I like to say that all children go through either a dinosaur phase or an ancient Egypt phase and with a very small percentage, that interest stays with them for the rest of their life—I was one of the Egypt kids! My father also used to take me around enough castles to last a lifetime and so I’ve always had an interest in history and ancient sites.
As an archaeologist, I've worked on many kinds of sites: from Viking sites to Roman to Australian Aboriginal sites and latterly Egyptian temples. The skills that I learned from my degrees in archaeology make me something of a world archaeologist and I can apply the skills from one area to another. I think the key enjoyment for me is absorbing the archaeology, and making that accessible to somebody with an interest in that specific subject, such as ancient Egypt.
As the director of American University of Cairo Press, you were based in Cairo for a number of years. How did you find living and working there?
I've worked in a number of places in my career: Amsterdam; Boston; New York; Cairo and London, and each has their separate entities. I have always been lucky to work with very good teams of people, or I've been able to create very good teams of people, who are passionate about the transmission of academic information.
If I had to say which location I enjoyed working in the most, I think it would be Egypt. I loved working with my Egyptian colleagues and to have the ability to simply walk across Tahrir Square to go into the Egyptian Museum in Cairo and see all the beautiful objects and spend time amongst the temples. It was a great end to my full time professional publishing career.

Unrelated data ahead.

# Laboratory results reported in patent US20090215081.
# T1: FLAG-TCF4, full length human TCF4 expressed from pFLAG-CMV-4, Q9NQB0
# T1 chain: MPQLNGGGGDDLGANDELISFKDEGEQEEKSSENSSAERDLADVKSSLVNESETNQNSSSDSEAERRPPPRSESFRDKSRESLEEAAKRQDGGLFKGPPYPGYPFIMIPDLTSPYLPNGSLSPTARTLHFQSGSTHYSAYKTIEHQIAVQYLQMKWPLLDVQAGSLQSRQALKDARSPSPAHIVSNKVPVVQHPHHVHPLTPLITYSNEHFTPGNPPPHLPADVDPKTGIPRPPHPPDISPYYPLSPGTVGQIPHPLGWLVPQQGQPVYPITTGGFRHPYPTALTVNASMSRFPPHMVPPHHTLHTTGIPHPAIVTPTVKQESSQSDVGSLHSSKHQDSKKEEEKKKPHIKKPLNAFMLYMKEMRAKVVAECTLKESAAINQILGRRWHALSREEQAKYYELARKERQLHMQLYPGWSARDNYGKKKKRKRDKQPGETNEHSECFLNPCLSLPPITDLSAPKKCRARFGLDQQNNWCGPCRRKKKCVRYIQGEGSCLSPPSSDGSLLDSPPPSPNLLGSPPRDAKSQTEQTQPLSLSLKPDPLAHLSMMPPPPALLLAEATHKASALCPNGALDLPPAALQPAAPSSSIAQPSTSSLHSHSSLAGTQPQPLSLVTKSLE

What advice would you give someone hoping to go into a similar role to yours?
If you want to become a freelance editor, like I am now, you need to find a niche area that you're passionate about and that you can contribute something of substance to. Then you just need to spend time reading, even if that’s wading through some terrible Victorian prose as a lot of sites were excavated towards the end of the 19th Century. I've never felt sorry for doing something quite different, like archaeology, because it stays with you for the rest of your life. Hopefully, you will continue to be interested and to read material, and eventually get the opportunity, as I did, to try and share that with a much broader audience.
Did you ever consider teaching archaeology?
In the early days, yes. I finished my PhD in 1986 and at that time, there were quite severe budget restrictions on the academic sector. It sounds a bit trite, but I do really love books and I felt that was the route that I should take—to try and communicate my passion for books, not knowing at the time that I would end up writing. There is a huge difference between commissioning books and being a publisher, and actually taking the plunge and becoming an author. I wasn’t sure if I had a book in me but this is something I’ll never regret. Eventually, I published Abu Simbel and the Nubian Temples and it is a great feeling to see a book with your name on after all the years reading on that subject.
How did you find the writing process?